"DC Comics is giving Telltale a great deal of artistic liberty in interpreting the Batman universe, and fan expectations are equally likely to be fulfilled or dashed."
Telltale Games has been refining their take on the classic adventure game formula since 2005, typically in the form of episodic serial games based on existing intellectual properties. Telltale had niche popularity for several years, but found major mainstream success with The Walking Dead in 2012. Now, every new Telltale game is an event, and their next big miniseries stars the world's greatest fictional detective this side of Doyle and Christie: Gotham's Dark Knight.
Telltale showed groups of journalists a 30-minute demo of Batman throughout E3, in a small theater behind closed doors, with one of the game's writers playing the PC build of the game. The first 15 minutes of the demo feature an action scene of Batman foiling a group of masked burglars breaking into an office's safe room, then dueling Catwoman (verbally and physically) on the top of the building, with dozens of Gotham police in hot pursuit. These action sequences are smartly choreographed, with Batman taking out the thieves with stealth and guile and sparring against Catwoman with fluid, fierce martial arts. The gang of thieves definitely know who Batman is, but this is The Dark Knight's first-ever meeting with Catwoman in this interpretation of Batman mythos.
The second half of the demo is set in Wayne Manor and stars Batman out of costume, with Bruce Wayne hosting a fundraiser for attorney general and mayoral candidate Harvey Dent. Bruce doesn't seem terribly interested in schmoozing, but Alfred insists that he at least make an appearance at the party he volunteered to host. Bruce speaks to a few donors, plus Gotham Gazette reporter Vicki Vale and powerful crime boss Carmine Falcone. These conversations are mostly our hero talking up Dent's candidacy, but also reflect the status quo of the game's world. Batman's vigilante activity is well known, but widely criticized; Bruce Wayne is the scion of one of Gotham's oldest and wealthiest families, and his activities are of interest to the entire city; and Falcone threatens to make Wayne's life much more difficult if he refuses to work with Gotham's criminal underworld.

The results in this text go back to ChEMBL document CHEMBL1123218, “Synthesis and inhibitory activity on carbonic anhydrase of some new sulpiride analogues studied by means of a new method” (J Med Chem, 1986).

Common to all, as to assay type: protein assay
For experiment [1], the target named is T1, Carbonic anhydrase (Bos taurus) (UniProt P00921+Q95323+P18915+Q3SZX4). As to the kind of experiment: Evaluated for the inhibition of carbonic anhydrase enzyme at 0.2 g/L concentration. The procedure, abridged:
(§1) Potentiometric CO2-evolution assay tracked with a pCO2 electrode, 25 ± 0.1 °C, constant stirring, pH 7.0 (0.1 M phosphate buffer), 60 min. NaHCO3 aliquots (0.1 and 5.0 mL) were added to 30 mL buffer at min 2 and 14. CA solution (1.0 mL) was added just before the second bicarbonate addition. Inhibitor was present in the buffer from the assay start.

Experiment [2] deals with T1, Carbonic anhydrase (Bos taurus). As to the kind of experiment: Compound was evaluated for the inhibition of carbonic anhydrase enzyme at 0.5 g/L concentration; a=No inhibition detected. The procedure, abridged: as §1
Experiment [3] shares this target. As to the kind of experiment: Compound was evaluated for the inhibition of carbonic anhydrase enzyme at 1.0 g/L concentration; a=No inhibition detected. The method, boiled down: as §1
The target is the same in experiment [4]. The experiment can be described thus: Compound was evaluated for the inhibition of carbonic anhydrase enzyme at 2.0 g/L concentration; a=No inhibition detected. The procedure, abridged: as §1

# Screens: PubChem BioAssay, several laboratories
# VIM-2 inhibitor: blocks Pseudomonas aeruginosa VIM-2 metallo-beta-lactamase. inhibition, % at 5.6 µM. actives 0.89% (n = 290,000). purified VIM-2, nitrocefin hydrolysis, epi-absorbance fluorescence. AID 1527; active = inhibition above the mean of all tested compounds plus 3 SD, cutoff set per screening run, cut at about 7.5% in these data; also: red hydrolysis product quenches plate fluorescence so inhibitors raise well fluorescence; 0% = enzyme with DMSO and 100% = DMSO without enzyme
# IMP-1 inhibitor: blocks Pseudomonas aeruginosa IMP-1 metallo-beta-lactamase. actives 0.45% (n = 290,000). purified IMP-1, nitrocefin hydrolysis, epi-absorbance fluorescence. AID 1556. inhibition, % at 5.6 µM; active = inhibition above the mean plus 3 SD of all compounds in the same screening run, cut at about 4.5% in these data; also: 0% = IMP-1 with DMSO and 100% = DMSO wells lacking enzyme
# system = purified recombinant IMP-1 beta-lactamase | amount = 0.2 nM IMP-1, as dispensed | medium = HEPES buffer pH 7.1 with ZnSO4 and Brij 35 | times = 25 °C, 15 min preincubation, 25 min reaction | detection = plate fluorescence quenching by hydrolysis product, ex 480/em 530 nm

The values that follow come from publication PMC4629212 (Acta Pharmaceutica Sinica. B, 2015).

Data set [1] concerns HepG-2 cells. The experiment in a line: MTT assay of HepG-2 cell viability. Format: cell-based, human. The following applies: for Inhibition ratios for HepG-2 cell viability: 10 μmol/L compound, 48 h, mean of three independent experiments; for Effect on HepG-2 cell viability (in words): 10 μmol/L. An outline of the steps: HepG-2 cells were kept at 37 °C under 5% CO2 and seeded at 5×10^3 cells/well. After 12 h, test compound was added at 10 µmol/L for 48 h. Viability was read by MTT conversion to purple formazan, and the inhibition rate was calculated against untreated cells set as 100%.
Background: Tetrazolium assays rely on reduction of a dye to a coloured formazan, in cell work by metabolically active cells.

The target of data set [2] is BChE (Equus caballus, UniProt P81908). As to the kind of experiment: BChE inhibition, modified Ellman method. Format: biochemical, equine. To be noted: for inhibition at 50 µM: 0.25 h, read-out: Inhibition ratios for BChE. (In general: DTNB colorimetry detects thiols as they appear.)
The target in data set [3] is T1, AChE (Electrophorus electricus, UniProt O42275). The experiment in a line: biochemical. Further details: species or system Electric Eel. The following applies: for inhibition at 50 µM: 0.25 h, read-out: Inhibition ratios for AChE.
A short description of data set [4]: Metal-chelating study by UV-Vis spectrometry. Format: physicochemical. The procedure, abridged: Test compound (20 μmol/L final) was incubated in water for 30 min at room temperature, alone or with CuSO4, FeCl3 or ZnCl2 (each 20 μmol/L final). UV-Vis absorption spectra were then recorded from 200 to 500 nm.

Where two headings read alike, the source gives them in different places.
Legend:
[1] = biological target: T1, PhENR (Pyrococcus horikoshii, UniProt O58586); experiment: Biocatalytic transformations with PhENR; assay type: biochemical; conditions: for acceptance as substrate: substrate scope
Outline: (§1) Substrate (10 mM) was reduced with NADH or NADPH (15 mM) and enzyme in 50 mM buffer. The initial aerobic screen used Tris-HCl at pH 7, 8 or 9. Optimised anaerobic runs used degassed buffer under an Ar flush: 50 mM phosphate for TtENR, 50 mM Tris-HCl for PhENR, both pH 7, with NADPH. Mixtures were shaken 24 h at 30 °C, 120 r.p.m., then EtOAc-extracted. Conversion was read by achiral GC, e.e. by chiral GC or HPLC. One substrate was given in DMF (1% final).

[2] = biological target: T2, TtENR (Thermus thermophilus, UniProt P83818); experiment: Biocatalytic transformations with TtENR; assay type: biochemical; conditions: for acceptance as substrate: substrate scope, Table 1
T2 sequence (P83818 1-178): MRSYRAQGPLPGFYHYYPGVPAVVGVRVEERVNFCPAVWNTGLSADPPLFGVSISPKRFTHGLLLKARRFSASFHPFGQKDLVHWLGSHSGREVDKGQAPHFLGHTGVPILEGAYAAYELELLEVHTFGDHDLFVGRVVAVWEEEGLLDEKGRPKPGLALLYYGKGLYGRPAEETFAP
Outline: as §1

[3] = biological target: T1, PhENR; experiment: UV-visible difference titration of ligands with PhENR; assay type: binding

The gameplay for these two halves of the demo should be familiar to any player of a recent Telltale game. The action scenes make heavy use of quick time events, with large, bold directional arrows and button symbols indicating when players should input commands. A bat-shaped meter fills up with successful strikes, allowing Batman to perform a finishing blow upon maxing it out. The conversation scenes provide three or four responses for each directed question, with characters reacting naturally to any response and remembering your responses for future events. It's unknown how many members of Batman's rogues gallery will appear in the Telltale game, but seeing Catwoman, Falone, and Harvey Dent (prior to his Two-Face transformation) is a promising start.
The comic book look of Telltale's Batman is sharp and expressive, without being distractingly cartoony. Batman is grim and intimidating (sporting less armor than his recent movie outfits) and Bruce Wayne seems uncomfortable at his own party, but alternately charming, aggressive, or standoffish based on his responses. Troy Baker, Laura Bailey, Travis Willingham, and Richard McGonagle's turns as Batman, Catwoman, Harvey Dent, and Carmine Falcone all fit their characters beautifully. Fans should be very pleased with the art direction and voice performances.
Batman: A Telltale Series is scheduled to be released in five episodes, all in 2016. The Telltale writer present at the demo promised to give Bruce Wayne near-equal screen time to his alter ego, and some situations can be approached as Wayne or Batman, allowing players to resolve them with money and diplomacy instead of threats and punches. DC Comics is giving Telltale a great deal of artistic liberty in interpreting the Batman universe, and fan expectations are equally likely to be fulfilled or dashed. While it's pretty certain that we'll see Harvey Dent eventually become Two-Face in this game, exactly how that happens remains to be seen, and the final destination of this Batman story is completely unknown. Will Gotham burn or thrive in Telltale's Batman video game? We'll know before year's end.